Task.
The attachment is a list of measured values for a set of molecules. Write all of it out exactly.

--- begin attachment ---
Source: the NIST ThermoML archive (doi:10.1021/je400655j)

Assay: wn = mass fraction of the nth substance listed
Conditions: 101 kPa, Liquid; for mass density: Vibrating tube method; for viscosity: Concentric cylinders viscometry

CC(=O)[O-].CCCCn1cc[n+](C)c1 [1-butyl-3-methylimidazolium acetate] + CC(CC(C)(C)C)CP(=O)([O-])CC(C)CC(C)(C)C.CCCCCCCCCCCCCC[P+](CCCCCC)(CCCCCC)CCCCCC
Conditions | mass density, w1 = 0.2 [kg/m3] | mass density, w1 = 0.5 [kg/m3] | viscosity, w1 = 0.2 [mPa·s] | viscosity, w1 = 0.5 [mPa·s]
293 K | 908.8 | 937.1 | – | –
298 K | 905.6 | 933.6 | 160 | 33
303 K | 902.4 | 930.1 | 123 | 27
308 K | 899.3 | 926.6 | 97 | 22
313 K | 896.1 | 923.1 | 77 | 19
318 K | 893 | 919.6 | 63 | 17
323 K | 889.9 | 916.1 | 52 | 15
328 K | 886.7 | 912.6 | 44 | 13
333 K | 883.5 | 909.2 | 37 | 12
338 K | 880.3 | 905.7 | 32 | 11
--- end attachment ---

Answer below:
Source: the NIST ThermoML archive (doi:10.1021/je400655j)

Assay: wn = mass fraction of the nth substance listed
Conditions: 101 kPa, Liquid; for mass density: Vibrating tube method; for viscosity: Concentric cylinders viscometry

CC(=O)[O-].CCCCn1cc[n+](C)c1 [1-butyl-3-methylimidazolium acetate] + CC(CC(C)(C)C)CP(=O)([O-])CC(C)CC(C)(C)C.CCCCCCCCCCCCCC[P+](CCCCCC)(CCCCCC)CCCCCC
Conditions | mass density, w1 = 0.2 [kg/m3] | mass density, w1 = 0.5 [kg/m3] | viscosity, w1 = 0.2 [mPa·s] | viscosity, w1 = 0.5 [mPa·s]
293 K | 908.8 | 937.1 | – | –
298 K | 905.6 | 933.6 | 160 | 33
303 K | 902.4 | 930.1 | 123 | 27
308 K | 899.3 | 926.6 | 97 | 22
313 K | 896.1 | 923.1 | 77 | 19
318 K | 893 | 919.6 | 63 | 17
323 K | 889.9 | 916.1 | 52 | 15
328 K | 886.7 | 912.6 | 44 | 13
333 K | 883.5 | 909.2 | 37 | 12
338 K | 880.3 | 905.7 | 32 | 11